Rude Work Emails Just as Likely to Annoy Your Domestic Partner as They Do You

By: Marie Donlon

Those work-related emails, the kind that range from either slightly curt to blatantly rude, are apt to affect your partner just as much as they serve to annoy you, according to research from the University of Illinois.

Because email has become an overwhelming part of our professional lives, it stands to reason that it might somehow impact our personal lives as well, and this is exactly what is being asserted by YoungAh Park, a professor of labor and employment relations at the University of Illinois. Park’s research focused on how emails — of the rude variety, those that are marked urgent but turn out to be not so, and those requesting some action in an completely unreasonable time frame — can serve to disrupt our domestic partners as well.

“What I found in my previous study is that email incivility — this general rudeness over email, whether it's the tone, content or timing of a message — really stresses people out on a daily basis," said Park. "People who receive a greater number of negative, rude or just uncivil emails tend to report more strain at the end of their workday, which can manifest itself in all sorts of ways, from physical symptom such as headaches to feeling negative emotions.

"In this new paper, I found that email incivility has more persistent effects. It's not merely a blip on your workday radar and then you forget about it. It has a cumulative negative effect for both workers and their families."

To reach this conclusion, Park, in collaboration with co-author Verena C. Haun of Johannes Gutenberg University, examined data gathered from almost 170 couples at different points occurring during a standard workweek. Looking at the data collected when an employee leaves work for the weekend, when they return to work Monday morning and at the completion of the following week, researchers determined that the employees receiving higher concentrations of “uncivil” emails during the workweek were more apt to withdraw from work the following week.

"This is a typical stress reaction: When you are under great stress, you tend to avoid your work as a means of conserving your energy and resources and staying away from stressors. It's self-preservation," Park said.

Likewise, the team also discovered that employees that receive higher concentrations of these “uncivil” emails during the week are more likely on the weekends to “…'transmit' their stress to their domestic partner and, as a result, the partner also withdraws from their work the following week," Park said.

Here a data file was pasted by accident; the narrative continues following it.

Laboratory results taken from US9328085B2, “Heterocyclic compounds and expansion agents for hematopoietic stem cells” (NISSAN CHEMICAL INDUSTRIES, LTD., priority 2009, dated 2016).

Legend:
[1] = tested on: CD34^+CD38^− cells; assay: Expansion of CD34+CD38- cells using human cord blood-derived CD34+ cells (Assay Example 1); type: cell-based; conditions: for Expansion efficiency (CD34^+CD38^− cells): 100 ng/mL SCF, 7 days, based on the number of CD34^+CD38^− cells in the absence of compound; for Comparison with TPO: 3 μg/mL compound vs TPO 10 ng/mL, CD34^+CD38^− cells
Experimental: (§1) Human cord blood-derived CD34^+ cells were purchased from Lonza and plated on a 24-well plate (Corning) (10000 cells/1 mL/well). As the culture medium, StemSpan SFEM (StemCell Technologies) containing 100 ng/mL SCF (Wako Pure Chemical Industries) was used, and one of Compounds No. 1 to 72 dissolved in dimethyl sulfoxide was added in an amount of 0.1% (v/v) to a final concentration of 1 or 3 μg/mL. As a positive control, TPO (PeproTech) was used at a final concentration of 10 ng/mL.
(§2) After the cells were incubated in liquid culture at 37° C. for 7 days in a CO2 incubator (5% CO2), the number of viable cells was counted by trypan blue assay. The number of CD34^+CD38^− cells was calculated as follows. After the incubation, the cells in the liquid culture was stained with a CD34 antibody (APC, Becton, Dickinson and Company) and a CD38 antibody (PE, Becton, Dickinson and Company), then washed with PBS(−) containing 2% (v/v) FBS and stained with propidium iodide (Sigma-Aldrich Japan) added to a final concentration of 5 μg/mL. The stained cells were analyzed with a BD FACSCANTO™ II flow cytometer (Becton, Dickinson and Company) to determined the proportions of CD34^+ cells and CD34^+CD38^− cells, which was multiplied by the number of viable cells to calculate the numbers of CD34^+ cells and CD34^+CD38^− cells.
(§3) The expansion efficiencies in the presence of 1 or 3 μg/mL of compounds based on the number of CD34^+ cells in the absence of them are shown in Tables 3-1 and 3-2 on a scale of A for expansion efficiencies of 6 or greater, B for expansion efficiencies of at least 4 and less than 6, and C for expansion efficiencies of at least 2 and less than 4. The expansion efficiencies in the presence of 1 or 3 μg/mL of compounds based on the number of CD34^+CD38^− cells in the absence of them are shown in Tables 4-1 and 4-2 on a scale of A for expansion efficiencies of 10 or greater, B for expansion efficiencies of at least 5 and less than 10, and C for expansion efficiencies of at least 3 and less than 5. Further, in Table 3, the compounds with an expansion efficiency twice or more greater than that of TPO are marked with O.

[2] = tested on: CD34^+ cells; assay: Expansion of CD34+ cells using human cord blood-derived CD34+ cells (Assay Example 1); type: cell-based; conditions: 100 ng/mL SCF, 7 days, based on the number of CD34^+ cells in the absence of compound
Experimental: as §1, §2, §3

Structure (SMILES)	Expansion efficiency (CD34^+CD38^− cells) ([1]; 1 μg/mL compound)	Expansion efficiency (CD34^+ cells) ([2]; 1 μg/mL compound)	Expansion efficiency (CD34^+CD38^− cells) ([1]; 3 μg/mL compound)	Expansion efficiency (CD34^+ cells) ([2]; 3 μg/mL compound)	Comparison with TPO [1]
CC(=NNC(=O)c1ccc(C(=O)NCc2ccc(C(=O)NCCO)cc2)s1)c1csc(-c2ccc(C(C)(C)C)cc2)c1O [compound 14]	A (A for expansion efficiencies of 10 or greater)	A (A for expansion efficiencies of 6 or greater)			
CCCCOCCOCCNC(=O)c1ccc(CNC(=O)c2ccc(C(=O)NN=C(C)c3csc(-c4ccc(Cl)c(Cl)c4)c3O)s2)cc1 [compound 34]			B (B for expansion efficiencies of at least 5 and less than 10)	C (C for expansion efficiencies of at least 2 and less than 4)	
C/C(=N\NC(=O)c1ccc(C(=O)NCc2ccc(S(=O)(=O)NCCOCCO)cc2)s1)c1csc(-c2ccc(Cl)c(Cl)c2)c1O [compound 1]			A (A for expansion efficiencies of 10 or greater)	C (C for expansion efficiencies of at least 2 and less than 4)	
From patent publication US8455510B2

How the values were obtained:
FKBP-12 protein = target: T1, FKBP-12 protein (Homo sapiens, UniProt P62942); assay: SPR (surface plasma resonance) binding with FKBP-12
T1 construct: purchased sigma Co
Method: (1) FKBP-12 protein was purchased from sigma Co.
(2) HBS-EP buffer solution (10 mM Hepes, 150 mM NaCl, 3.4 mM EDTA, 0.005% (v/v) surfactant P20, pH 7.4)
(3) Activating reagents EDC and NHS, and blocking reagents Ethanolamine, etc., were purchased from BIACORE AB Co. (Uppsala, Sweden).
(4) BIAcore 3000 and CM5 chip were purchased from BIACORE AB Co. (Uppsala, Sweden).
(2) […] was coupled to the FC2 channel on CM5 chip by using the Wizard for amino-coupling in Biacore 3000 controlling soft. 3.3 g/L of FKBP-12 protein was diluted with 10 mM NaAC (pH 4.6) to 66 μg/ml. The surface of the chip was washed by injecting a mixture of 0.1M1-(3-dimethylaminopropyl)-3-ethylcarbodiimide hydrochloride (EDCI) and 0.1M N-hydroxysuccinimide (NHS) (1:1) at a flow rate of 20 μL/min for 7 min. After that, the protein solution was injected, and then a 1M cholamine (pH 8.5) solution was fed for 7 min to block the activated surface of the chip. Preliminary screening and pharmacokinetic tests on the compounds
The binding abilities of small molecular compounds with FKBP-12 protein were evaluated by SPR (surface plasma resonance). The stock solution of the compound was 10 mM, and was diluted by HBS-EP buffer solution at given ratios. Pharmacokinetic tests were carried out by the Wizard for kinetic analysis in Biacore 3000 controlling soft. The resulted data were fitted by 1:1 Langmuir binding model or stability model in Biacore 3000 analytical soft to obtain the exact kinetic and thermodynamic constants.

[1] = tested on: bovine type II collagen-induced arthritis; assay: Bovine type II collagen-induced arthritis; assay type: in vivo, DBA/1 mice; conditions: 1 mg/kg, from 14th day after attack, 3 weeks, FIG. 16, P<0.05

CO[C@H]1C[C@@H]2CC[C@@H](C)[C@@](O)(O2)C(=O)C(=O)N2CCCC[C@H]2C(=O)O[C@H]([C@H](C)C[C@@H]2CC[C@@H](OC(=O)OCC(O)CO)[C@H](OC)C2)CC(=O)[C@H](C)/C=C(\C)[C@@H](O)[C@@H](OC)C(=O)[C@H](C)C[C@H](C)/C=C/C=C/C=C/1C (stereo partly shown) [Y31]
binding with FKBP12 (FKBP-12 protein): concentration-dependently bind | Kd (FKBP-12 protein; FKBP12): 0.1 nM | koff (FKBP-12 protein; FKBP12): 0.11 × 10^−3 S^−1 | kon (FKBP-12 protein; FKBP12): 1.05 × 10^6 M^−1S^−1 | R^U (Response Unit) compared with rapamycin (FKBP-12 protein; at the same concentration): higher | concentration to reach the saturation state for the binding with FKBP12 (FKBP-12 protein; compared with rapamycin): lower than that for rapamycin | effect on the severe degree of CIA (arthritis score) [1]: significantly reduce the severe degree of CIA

"What's really stressful about email incivility is that, unlike face-to-face interactions, emails don't have any social cues like tone of voice or body gestures that help recipients understand the context accurately," she said. "Nuance is lost in email — it could be blunt, it could merely be banal, it could be neutral. You just don't know, and because of the ambiguity of the sender's intentions, the recipients may ruminate more about it because they don't know how to respond to it. That's why it's so distressing."

Employees that spend the weekend dwelling on these uncivil communications "are more likely to take their stress out on family members, including their spouse, because the rumination replays the stressors and renews their effects," Park said.

"So this workplace stress crosses over work-life threshold more easily to the spouse on the weekend," she said. "Interestingly, when the spouses also negatively reflect on their own work over the weekend, they become more affected by the stress transmission. It's like a double whammy."

As such, Park believes that the only way to battle such stress is for managers who are able to identify the impact of such uncivil communication to intervene.

"We know that email is very time efficient, but sometimes behavior that email encourages can make it unhealthy," she said. "If email is your major method of communication, then there ought to at least be an email code of conduct for employees. There has to be a shared set of norms to follow."

"Managers really need to think about how they want to set up the communications expectations for email among their employees so they can reduce this stressor," she said.

The findings are published in the Journal of Organizational Behavior.